There are lots of reasons for putting off a mammogram: You're nervous. You're shy. You're busy. Or you just don't like it.
There's also one great reason for not putting it off: Mammograms save lives.
"Regular mammograms are the best way we have right now of detecting breast cancer early, when tumors are smaller and treatments can be less invasive," says Elizabeth Woolfe, of education and special projects for the National Alliance of Breast Cancer Organizations in New York City. "Every woman should know how to make the most of this important tool."
Mammograms aren't fun, "but they're not something to be feared, either," says Woolfe. "If there's discomfort, it usually lasts no more than a few seconds, and that's a very small price to pay for peace of mind."
Instead of avoiding the test, Woolfe says, "take charge of the process. Learn how to make the experience of getting a mammogram a positive one, so you'll make the effort to do it regularly and do it right."
Give yourself an edge
All mammography equipment must be certified and inspected annually by the U.S. Food and Drug Administration (FDA).
But because a mammogram can give only a picture of how your breasts appear at a certain point in time, you must provide the context so the radiologist and your doctor can note and track any changes that occur.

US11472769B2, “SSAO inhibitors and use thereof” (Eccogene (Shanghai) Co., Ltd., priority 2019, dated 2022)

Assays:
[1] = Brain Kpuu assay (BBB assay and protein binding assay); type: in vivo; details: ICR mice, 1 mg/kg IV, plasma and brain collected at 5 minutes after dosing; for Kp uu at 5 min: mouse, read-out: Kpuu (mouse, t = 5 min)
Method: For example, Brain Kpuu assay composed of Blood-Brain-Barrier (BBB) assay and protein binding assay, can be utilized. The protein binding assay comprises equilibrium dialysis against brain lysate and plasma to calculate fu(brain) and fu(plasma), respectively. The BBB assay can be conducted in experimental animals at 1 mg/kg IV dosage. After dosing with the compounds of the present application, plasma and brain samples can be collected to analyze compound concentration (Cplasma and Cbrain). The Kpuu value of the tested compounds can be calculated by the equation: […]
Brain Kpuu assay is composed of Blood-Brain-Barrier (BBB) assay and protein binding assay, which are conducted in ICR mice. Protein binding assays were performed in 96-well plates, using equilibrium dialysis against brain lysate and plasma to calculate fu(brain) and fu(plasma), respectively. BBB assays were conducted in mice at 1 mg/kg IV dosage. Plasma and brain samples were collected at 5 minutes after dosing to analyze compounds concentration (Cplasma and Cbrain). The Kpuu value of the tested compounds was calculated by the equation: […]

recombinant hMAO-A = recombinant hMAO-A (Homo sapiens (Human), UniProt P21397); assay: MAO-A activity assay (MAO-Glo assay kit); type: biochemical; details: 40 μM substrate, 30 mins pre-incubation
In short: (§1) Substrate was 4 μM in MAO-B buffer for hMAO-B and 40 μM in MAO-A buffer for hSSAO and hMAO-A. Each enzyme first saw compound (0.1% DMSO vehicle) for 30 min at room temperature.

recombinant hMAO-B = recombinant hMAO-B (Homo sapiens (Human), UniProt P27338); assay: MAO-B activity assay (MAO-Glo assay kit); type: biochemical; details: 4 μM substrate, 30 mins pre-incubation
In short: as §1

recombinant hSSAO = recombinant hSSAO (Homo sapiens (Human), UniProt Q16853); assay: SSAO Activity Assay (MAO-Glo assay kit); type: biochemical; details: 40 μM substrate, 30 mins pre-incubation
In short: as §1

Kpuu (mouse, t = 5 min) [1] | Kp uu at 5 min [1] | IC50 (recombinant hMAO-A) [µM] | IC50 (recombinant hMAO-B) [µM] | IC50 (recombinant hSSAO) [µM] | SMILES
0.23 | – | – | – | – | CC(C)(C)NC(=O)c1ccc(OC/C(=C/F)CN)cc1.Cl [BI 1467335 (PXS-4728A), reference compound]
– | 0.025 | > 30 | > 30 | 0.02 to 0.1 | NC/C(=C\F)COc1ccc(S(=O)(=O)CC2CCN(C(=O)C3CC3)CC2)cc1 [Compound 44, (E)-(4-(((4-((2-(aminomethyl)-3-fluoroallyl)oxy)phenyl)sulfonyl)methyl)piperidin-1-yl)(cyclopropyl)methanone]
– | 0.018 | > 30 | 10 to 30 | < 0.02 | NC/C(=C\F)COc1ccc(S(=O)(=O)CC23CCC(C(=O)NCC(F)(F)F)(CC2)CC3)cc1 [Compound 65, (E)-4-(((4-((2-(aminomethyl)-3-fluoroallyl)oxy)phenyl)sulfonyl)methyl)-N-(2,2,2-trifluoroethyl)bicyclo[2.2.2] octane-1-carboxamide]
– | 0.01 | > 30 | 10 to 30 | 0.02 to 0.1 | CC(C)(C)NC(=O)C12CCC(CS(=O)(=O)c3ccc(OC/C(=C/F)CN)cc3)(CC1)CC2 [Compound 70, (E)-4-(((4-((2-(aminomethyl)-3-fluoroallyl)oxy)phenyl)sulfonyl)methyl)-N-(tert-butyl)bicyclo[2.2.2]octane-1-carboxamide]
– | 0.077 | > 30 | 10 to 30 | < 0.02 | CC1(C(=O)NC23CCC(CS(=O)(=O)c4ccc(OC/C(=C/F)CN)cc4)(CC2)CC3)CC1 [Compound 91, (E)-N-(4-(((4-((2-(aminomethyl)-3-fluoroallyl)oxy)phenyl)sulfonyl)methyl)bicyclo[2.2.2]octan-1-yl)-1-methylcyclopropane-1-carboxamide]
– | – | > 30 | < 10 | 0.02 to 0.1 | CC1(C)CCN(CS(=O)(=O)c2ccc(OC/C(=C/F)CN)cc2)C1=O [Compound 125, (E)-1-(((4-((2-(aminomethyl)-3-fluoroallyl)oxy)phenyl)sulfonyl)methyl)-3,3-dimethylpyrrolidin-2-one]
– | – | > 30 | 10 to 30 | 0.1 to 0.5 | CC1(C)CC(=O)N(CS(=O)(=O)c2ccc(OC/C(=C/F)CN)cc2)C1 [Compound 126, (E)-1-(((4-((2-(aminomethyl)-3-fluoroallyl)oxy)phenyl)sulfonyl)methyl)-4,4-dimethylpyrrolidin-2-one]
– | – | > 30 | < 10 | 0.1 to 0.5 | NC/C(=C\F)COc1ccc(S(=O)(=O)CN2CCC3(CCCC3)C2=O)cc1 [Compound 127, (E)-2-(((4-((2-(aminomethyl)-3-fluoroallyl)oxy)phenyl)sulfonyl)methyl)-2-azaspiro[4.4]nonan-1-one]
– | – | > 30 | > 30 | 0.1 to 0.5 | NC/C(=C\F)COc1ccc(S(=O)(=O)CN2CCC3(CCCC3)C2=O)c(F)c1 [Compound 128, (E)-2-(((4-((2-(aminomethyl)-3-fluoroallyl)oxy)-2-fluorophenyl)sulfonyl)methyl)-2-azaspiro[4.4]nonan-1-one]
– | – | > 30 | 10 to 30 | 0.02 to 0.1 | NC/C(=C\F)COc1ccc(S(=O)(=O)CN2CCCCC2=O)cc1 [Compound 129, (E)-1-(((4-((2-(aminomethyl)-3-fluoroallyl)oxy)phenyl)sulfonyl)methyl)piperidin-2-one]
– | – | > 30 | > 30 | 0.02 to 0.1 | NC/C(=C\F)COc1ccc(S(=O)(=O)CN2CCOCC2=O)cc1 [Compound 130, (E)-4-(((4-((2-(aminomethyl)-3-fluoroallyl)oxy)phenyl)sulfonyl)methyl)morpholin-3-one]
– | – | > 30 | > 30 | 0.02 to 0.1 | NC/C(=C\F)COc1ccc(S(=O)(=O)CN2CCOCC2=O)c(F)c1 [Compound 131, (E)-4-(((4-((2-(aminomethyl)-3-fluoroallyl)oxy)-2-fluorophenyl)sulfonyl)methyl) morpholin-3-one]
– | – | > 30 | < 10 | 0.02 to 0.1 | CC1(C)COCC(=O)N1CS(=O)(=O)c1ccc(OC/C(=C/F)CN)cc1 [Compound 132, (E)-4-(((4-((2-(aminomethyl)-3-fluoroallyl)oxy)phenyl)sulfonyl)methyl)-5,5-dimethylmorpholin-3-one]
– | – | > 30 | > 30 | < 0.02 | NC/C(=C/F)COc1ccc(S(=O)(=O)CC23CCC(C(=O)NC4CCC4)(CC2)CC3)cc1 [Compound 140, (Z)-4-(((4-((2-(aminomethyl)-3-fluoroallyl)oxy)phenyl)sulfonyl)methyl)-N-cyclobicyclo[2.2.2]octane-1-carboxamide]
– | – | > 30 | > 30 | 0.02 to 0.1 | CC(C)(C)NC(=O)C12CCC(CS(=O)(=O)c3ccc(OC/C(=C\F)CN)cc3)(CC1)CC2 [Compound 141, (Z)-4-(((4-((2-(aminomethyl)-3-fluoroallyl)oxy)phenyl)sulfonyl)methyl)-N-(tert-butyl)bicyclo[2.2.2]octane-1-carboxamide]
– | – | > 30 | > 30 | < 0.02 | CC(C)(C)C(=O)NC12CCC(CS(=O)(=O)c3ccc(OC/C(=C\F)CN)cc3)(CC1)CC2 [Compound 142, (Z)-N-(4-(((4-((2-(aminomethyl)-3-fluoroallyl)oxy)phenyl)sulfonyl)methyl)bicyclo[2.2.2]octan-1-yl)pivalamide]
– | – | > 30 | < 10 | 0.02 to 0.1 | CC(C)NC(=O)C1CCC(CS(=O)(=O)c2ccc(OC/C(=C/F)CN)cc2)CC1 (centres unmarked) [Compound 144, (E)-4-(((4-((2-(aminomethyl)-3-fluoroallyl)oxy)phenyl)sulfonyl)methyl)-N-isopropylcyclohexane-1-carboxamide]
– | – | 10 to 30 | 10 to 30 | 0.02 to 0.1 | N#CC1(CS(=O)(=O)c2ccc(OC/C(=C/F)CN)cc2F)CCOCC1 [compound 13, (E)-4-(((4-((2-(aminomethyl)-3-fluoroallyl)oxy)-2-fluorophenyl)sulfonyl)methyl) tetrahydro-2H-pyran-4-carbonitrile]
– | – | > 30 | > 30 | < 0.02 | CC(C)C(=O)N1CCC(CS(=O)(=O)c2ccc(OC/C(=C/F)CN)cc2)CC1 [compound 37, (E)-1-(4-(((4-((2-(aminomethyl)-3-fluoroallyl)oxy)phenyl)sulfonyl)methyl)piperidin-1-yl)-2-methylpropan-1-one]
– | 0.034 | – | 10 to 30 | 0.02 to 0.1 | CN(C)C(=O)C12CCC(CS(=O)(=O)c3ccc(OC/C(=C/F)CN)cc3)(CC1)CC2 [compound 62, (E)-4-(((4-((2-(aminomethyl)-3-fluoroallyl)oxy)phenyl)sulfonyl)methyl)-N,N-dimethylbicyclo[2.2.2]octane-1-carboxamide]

For the best results:
Get regular mammograms. Experts have different recommendations for mammography. Currently, the U.S. Preventive Services Task Force recommends screening every two years for women ages 50 to 74. The American Cancer Society recommends yearly screening for all women ages 40 and older. Talk with your doctor about your personal risk factors before making a decision about when to start getting mammograms or how often to get them.
Schedule for comfort. Ask for an appointment the week after your period, when your breasts are less tender.
Dress for success. Wear a two-piece outfit with a top you can slip out of easily.
Make sure the radiologist has your previous films. If you change facilities, have your old X-rays sent to you and bring them to your next mammogram.
Tell your doctor and the radiologist about any concerns you have about your breast health -- particularly if you have noticed something unusual.
Make sure your doctor and radiologist know about any issues in your health history that can aid in interpreting results.
After your screening, it's also important you follow up, Woolfe says. The FDA requires results to be mailed to you, and many facilities will also phone you with them. If you don't hear within 10 days, call the facility yourself.
Sometimes, the radiologist will ask you to schedule another appointment so additional pictures can be taken. Usually, this is to clarify an indistinct image and shouldn't be cause for alarm. To keep delays and stress to a minimum, make the appointment promptly and keep it.
If the radiologist identifies something in your mammogram that needs additional evaluation, you'll be referred to a specialist. Your primary-care physician or OB/GYN will make the referral, but, once again, it will be up to you to make and keep the appointment.
At any point, feel free to ask questions about what's happening and why.
"It's your life and your health. Empower yourself to feel in control," says Woolfe.